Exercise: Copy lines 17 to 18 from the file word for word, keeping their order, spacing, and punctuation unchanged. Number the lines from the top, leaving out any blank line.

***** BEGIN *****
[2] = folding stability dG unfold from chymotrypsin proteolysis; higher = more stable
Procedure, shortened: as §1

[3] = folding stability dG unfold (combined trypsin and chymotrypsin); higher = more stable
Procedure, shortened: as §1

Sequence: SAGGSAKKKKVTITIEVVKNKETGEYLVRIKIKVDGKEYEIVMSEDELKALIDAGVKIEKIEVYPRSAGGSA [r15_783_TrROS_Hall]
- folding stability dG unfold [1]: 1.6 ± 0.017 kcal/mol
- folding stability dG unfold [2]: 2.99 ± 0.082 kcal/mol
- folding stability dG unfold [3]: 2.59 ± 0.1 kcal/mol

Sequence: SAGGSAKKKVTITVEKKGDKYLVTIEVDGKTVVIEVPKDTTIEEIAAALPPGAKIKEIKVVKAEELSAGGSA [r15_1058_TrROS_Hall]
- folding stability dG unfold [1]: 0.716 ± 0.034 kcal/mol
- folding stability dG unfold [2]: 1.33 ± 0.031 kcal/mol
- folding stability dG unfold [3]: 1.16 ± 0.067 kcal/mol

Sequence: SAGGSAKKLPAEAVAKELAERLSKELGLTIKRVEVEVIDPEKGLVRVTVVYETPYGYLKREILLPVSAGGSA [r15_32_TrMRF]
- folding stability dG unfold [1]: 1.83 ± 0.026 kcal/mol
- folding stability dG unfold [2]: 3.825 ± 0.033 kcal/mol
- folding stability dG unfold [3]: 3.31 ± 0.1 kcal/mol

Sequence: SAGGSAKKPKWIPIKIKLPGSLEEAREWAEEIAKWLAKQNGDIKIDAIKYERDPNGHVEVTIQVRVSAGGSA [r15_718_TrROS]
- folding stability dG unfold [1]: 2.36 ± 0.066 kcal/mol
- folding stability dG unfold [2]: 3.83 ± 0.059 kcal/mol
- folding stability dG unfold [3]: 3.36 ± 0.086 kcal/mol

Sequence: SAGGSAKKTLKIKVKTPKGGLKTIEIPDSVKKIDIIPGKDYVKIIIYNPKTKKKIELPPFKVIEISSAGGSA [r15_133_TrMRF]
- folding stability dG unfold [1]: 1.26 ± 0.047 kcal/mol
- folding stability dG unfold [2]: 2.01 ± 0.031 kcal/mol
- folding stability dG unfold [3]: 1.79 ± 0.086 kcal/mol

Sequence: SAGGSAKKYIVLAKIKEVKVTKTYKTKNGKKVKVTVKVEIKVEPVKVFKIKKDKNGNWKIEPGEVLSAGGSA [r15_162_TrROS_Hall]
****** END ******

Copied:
Sequence: SAGGSAKKPKWIPIKIKLPGSLEEAREWAEEIAKWLAKQNGDIKIDAIKYERDPNGHVEVTIQVRVSAGGSA [r15_718_TrROS]
- folding stability dG unfold [1]: 2.36 ± 0.066 kcal/mol